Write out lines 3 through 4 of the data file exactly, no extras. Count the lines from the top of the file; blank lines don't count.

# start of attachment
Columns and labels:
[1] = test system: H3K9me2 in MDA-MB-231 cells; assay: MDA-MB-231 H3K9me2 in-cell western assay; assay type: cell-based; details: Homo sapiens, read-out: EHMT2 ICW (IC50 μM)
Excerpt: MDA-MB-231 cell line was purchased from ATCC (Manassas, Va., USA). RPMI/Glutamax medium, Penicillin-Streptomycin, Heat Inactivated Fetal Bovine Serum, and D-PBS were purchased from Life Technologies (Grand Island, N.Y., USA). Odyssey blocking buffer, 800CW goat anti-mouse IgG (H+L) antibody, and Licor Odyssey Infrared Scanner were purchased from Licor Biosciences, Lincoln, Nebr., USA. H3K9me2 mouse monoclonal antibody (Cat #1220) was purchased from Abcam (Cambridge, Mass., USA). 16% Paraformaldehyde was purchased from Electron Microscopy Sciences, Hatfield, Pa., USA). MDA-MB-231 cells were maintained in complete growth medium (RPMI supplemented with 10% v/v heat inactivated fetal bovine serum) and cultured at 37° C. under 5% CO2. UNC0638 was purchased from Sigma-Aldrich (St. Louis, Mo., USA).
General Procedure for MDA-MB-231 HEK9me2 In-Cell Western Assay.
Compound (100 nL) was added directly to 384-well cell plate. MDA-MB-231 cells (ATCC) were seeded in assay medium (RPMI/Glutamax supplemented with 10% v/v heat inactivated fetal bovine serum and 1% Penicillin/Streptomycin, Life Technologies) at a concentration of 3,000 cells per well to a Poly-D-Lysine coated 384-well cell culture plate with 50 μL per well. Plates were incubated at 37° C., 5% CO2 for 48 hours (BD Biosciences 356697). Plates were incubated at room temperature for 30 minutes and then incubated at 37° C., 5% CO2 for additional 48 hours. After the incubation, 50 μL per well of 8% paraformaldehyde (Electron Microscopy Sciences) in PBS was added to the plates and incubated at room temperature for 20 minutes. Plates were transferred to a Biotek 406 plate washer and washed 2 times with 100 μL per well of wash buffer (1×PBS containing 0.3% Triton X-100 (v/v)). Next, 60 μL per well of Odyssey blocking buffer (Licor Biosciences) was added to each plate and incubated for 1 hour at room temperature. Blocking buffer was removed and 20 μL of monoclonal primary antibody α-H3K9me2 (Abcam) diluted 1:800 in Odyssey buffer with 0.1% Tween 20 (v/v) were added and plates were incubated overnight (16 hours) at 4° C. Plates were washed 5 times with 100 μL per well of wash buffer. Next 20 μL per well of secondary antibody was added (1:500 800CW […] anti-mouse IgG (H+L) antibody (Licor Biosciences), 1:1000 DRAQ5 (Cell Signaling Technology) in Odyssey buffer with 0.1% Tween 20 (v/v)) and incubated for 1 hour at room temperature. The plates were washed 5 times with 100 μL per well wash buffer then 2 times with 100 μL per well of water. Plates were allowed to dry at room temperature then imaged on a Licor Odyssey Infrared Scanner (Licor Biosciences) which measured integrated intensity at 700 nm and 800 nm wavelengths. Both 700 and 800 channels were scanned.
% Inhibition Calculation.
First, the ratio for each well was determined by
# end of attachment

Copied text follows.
Excerpt: MDA-MB-231 cell line was purchased from ATCC (Manassas, Va., USA). RPMI/Glutamax medium, Penicillin-Streptomycin, Heat Inactivated Fetal Bovine Serum, and D-PBS were purchased from Life Technologies (Grand Island, N.Y., USA). Odyssey blocking buffer, 800CW goat anti-mouse IgG (H+L) antibody, and Licor Odyssey Infrared Scanner were purchased from Licor Biosciences, Lincoln, Nebr., USA. H3K9me2 mouse monoclonal antibody (Cat #1220) was purchased from Abcam (Cambridge, Mass., USA). 16% Paraformaldehyde was purchased from Electron Microscopy Sciences, Hatfield, Pa., USA). MDA-MB-231 cells were maintained in complete growth medium (RPMI supplemented with 10% v/v heat inactivated fetal bovine serum) and cultured at 37° C. under 5% CO2. UNC0638 was purchased from Sigma-Aldrich (St. Louis, Mo., USA).
General Procedure for MDA-MB-231 HEK9me2 In-Cell Western Assay.